read the manuals
    find instructional videos
    when doing something the first time, have supervision (hangarmates with experience on the task, friendly A+P)
    ask ask ask; here and other forums
     
  10. steingar

    steingar Touchdown! Greaser!

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    Actually, I think learning on an airplane is easier than just about anything else. The technology is old, mostly stone simple, and easily accessible in most aircraft.
     
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  11. Bill Watson

    Bill Watson Pattern Altitude

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    Build an RV. You'll know quite a bit when finished.


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  12. Morgan3820

    Morgan3820 Line Up and Wait

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    There are several books on the topic. There one that specifically talks to owner maintenance. Owner Assisted Aircraft Maintenance by Daniel Macdonald on Amazon for $29.99 is the book that you want.
     
    Last edited: Sep 13, 2017
  13. Brad Z

    Brad Z En-Route

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    Please tell me that was a joke.

    Youtube is great for many things, but not for someone who describes himself as "completely ignorant when it comes to mechanical stuff" who is putting his life in his own hands. Perhaps it's good as a preview before actually doing the work with someone knowledgeable. I've used youtube to fix appliances, wire a stereo, and program a smart hub, but I wouldn't rely on a random video to complete a maintenance task, thast if done incorrectly, could result in a fatal accident.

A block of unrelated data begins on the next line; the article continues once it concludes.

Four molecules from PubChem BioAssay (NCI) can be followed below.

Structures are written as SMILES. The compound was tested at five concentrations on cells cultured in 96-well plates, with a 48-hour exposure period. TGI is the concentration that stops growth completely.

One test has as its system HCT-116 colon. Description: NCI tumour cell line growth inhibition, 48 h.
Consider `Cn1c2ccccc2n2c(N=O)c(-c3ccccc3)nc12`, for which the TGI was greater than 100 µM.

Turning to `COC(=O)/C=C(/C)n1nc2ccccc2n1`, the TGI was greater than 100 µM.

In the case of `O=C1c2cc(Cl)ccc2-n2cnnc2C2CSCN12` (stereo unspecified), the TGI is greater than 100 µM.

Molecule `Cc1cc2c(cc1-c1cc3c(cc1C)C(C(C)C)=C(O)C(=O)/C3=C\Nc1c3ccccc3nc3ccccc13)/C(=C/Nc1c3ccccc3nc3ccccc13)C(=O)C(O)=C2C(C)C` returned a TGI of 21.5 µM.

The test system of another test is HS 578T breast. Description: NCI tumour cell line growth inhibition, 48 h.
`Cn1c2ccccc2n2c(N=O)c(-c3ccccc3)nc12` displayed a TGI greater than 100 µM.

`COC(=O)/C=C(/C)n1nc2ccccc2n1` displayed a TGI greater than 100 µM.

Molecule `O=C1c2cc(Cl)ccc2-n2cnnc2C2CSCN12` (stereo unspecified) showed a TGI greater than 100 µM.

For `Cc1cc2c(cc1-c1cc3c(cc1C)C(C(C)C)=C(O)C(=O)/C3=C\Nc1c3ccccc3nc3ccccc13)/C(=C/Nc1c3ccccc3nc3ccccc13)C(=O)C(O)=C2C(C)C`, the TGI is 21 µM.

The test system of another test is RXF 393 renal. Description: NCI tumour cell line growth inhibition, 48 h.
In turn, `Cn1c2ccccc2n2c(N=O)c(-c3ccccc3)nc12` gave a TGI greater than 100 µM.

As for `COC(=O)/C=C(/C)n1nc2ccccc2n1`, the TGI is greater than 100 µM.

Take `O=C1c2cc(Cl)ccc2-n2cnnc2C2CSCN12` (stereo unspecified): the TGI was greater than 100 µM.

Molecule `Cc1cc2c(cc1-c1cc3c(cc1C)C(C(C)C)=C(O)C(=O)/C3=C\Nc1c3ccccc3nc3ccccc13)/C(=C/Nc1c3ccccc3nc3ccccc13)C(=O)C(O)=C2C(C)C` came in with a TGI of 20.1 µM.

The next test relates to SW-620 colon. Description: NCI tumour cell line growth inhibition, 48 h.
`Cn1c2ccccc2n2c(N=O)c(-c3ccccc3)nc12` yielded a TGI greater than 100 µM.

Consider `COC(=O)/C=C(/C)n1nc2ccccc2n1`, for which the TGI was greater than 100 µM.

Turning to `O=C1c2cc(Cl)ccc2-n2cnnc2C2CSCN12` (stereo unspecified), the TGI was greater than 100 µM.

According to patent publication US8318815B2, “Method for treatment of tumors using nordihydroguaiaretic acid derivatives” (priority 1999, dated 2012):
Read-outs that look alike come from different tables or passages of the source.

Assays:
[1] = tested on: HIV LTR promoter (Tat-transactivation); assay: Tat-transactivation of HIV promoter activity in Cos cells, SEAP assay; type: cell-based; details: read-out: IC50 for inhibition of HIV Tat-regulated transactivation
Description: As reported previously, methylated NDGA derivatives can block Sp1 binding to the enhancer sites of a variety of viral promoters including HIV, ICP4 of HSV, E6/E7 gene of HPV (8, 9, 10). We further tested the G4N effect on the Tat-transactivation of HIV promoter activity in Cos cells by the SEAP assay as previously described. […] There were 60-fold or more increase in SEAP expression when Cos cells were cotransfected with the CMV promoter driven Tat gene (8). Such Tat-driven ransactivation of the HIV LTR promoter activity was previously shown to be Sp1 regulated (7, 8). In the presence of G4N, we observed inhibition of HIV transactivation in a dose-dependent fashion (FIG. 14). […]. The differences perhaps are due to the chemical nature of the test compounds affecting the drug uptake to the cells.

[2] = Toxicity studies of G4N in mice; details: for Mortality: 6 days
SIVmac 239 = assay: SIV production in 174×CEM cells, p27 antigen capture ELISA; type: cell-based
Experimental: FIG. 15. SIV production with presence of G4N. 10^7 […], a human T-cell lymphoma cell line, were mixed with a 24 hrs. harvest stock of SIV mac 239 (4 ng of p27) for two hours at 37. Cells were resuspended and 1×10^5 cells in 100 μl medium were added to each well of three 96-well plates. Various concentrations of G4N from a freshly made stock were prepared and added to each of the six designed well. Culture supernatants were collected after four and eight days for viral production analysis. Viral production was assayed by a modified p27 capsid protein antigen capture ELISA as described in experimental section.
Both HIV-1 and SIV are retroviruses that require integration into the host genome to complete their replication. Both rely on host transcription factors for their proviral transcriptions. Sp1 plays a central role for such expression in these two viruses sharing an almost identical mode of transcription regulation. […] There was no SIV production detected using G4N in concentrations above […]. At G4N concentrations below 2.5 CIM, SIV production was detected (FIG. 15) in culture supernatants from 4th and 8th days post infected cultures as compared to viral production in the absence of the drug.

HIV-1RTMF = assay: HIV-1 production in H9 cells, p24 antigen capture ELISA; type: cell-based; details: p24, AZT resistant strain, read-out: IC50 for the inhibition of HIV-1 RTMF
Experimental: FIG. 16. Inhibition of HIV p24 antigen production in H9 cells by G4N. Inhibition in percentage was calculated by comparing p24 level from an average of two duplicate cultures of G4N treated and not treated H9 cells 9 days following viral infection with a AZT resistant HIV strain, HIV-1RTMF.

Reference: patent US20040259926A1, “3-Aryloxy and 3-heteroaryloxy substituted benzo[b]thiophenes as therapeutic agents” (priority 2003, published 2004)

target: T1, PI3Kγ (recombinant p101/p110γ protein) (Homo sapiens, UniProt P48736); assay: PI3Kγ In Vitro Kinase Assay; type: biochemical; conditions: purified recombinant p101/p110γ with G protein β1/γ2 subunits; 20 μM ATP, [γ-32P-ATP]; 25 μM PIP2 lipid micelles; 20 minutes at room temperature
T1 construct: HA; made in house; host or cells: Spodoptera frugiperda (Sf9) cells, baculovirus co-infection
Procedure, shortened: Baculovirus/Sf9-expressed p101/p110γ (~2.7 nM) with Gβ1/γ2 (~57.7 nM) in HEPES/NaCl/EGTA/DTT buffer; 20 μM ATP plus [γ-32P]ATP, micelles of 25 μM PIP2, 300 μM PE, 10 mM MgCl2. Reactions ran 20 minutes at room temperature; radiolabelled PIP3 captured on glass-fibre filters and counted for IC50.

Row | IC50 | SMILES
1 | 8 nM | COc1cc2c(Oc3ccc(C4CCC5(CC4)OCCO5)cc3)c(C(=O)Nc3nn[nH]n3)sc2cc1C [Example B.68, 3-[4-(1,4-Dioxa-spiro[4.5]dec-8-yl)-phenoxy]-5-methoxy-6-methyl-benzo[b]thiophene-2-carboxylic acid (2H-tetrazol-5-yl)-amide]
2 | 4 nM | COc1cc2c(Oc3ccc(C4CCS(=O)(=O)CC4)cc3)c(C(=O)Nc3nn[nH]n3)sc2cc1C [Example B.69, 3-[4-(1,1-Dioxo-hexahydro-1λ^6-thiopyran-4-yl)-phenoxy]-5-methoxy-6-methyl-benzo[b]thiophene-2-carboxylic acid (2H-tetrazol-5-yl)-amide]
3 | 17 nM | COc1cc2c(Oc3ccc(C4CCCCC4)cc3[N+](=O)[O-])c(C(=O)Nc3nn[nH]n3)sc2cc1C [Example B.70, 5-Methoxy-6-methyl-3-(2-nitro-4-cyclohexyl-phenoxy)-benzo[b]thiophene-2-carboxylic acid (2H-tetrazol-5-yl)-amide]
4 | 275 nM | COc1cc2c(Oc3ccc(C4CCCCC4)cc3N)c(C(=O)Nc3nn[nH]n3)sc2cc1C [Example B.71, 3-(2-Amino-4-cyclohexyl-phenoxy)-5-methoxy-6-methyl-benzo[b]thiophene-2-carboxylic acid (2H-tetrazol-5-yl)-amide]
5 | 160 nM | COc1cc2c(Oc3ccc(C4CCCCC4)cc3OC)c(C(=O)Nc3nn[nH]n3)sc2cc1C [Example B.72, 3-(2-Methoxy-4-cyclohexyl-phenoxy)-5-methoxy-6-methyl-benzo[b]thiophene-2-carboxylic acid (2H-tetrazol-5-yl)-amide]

My advice is to find an independent A&P who can show you how to do certain basic tasks, and walk you through it.

    Also be sure to get a copy of the parts and maintenance manual for your specific aircraft. Every task should be described in the manual.

    Read up on part 43 appendix A, paragraph 'c', "Preventive Maintenance" to see what you can do. If it's not listed, you can't do it without someone else signing it off.

    Joining an EAA chapter and getting assistance there is also a good recommendation.
     
  14. GRG55

    GRG55 En-Route

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    No denying light airplane's are comparatively crude and simple devices. But developing some mechanical aptitude and experience, as well as learning to use hand tools on an airplane seems a potentially expensive proposition. Even accidentally dropping one spark plug will cost about what a whole set is worth for an automobile.

    To the OP, It can be done but you will need to buy a few specialty tools (such as safety wire pliers) and find a mechanic or experienced homebuilder/local EAA Chapter able to guide you to start.
     
  15. Checkout_my_Six

    Checkout_my_Six Final Approach

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    Don't worry....when you break it you'll learn not to do that again. :D
     
  16. bnt83

    bnt83 Final Approach

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    It is very easy to damage airplanes, even with the proper tools. That risk can skyrocket with improvized tools.

    Like prying a tire off with the biggest flat blade screw driver you can find. Wheels are only about $600 per half. No money saved by DIY at that point.